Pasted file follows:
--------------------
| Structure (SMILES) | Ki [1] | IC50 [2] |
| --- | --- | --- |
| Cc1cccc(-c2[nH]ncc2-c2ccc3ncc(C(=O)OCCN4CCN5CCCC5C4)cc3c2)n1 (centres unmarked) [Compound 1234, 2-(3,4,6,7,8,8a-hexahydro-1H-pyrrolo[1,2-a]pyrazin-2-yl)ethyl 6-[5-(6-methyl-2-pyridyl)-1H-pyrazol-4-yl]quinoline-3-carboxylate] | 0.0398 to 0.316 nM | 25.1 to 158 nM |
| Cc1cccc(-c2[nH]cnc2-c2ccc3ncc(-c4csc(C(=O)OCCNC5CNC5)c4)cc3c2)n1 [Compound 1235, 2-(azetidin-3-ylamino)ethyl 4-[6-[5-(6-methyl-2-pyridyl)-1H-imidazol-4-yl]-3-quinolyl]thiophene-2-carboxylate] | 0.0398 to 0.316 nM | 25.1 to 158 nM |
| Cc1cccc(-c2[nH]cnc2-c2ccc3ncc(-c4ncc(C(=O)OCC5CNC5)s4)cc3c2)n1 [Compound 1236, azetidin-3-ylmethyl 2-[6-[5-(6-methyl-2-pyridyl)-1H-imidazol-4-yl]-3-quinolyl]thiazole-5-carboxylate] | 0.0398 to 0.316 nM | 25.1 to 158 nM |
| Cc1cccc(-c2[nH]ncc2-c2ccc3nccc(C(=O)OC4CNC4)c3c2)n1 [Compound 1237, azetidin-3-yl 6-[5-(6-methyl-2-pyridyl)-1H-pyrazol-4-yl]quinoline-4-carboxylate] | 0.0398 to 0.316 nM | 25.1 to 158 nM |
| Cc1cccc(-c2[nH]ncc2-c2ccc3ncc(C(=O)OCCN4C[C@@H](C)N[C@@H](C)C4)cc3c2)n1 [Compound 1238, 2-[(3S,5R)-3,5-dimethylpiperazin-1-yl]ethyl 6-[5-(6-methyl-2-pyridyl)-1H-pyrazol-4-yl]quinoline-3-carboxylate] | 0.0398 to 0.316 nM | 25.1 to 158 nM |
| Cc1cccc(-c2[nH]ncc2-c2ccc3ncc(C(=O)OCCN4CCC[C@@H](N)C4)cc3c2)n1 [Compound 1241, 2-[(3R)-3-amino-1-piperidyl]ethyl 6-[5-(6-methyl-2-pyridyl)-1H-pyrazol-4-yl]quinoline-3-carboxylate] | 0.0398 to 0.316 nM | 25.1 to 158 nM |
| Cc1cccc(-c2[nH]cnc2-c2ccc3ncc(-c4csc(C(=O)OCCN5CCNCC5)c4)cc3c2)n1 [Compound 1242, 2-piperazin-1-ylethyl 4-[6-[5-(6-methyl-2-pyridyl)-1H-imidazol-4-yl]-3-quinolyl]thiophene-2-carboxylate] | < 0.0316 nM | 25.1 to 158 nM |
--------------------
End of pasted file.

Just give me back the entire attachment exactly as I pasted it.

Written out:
| Structure (SMILES) | Ki [1] | IC50 [2] |
| --- | --- | --- |
| Cc1cccc(-c2[nH]ncc2-c2ccc3ncc(C(=O)OCCN4CCN5CCCC5C4)cc3c2)n1 (centres unmarked) [Compound 1234, 2-(3,4,6,7,8,8a-hexahydro-1H-pyrrolo[1,2-a]pyrazin-2-yl)ethyl 6-[5-(6-methyl-2-pyridyl)-1H-pyrazol-4-yl]quinoline-3-carboxylate] | 0.0398 to 0.316 nM | 25.1 to 158 nM |
| Cc1cccc(-c2[nH]cnc2-c2ccc3ncc(-c4csc(C(=O)OCCNC5CNC5)c4)cc3c2)n1 [Compound 1235, 2-(azetidin-3-ylamino)ethyl 4-[6-[5-(6-methyl-2-pyridyl)-1H-imidazol-4-yl]-3-quinolyl]thiophene-2-carboxylate] | 0.0398 to 0.316 nM | 25.1 to 158 nM |
| Cc1cccc(-c2[nH]cnc2-c2ccc3ncc(-c4ncc(C(=O)OCC5CNC5)s4)cc3c2)n1 [Compound 1236, azetidin-3-ylmethyl 2-[6-[5-(6-methyl-2-pyridyl)-1H-imidazol-4-yl]-3-quinolyl]thiazole-5-carboxylate] | 0.0398 to 0.316 nM | 25.1 to 158 nM |
| Cc1cccc(-c2[nH]ncc2-c2ccc3nccc(C(=O)OC4CNC4)c3c2)n1 [Compound 1237, azetidin-3-yl 6-[5-(6-methyl-2-pyridyl)-1H-pyrazol-4-yl]quinoline-4-carboxylate] | 0.0398 to 0.316 nM | 25.1 to 158 nM |
| Cc1cccc(-c2[nH]ncc2-c2ccc3ncc(C(=O)OCCN4C[C@@H](C)N[C@@H](C)C4)cc3c2)n1 [Compound 1238, 2-[(3S,5R)-3,5-dimethylpiperazin-1-yl]ethyl 6-[5-(6-methyl-2-pyridyl)-1H-pyrazol-4-yl]quinoline-3-carboxylate] | 0.0398 to 0.316 nM | 25.1 to 158 nM |
| Cc1cccc(-c2[nH]ncc2-c2ccc3ncc(C(=O)OCCN4CCC[C@@H](N)C4)cc3c2)n1 [Compound 1241, 2-[(3R)-3-amino-1-piperidyl]ethyl 6-[5-(6-methyl-2-pyridyl)-1H-pyrazol-4-yl]quinoline-3-carboxylate] | 0.0398 to 0.316 nM | 25.1 to 158 nM |
| Cc1cccc(-c2[nH]cnc2-c2ccc3ncc(-c4csc(C(=O)OCCN5CCNCC5)c4)cc3c2)n1 [Compound 1242, 2-piperazin-1-ylethyl 4-[6-[5-(6-methyl-2-pyridyl)-1H-imidazol-4-yl]-3-quinolyl]thiophene-2-carboxylate] | < 0.0316 nM | 25.1 to 158 nM |